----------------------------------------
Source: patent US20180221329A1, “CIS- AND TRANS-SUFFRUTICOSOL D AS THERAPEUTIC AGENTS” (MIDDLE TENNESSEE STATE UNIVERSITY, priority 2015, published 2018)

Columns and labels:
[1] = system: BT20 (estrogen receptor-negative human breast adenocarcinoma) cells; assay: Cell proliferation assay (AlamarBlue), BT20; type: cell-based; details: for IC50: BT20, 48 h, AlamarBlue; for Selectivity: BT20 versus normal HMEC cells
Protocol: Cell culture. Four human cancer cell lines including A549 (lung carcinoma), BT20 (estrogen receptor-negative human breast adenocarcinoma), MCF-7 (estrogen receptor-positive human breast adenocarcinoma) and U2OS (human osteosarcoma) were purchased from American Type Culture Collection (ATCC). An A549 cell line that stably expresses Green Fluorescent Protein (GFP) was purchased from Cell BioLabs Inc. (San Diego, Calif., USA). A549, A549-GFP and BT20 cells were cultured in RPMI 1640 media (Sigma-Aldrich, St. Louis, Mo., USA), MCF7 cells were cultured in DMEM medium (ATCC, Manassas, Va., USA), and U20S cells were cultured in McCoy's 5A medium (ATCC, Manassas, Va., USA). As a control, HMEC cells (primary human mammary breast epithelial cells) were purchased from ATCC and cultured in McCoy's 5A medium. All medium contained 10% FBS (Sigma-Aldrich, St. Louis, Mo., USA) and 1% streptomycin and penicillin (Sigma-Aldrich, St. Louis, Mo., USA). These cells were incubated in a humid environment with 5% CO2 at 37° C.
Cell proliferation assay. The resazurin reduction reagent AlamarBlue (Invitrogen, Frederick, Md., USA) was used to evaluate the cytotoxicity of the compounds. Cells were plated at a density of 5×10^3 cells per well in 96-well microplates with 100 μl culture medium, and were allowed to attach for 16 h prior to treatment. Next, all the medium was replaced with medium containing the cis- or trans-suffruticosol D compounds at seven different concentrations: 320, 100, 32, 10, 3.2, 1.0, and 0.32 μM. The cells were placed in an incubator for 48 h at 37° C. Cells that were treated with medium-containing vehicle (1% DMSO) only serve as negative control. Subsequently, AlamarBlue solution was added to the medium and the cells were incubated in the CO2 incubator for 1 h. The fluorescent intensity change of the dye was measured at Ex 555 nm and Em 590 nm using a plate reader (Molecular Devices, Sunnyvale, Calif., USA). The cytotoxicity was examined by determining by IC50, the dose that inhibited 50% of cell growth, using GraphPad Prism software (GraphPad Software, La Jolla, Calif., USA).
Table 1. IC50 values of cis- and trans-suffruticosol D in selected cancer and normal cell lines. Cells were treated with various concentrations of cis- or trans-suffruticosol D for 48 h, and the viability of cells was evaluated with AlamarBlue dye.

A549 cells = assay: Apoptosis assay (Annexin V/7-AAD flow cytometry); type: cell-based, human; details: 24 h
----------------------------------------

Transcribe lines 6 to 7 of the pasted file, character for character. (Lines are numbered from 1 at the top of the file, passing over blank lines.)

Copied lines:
Table 1. IC50 values of cis- and trans-suffruticosol D in selected cancer and normal cell lines. Cells were treated with various concentrations of cis- or trans-suffruticosol D for 48 h, and the viability of cells was evaluated with AlamarBlue dye.

A549 cells = assay: Apoptosis assay (Annexin V/7-AAD flow cytometry); type: cell-based, human; details: 24 h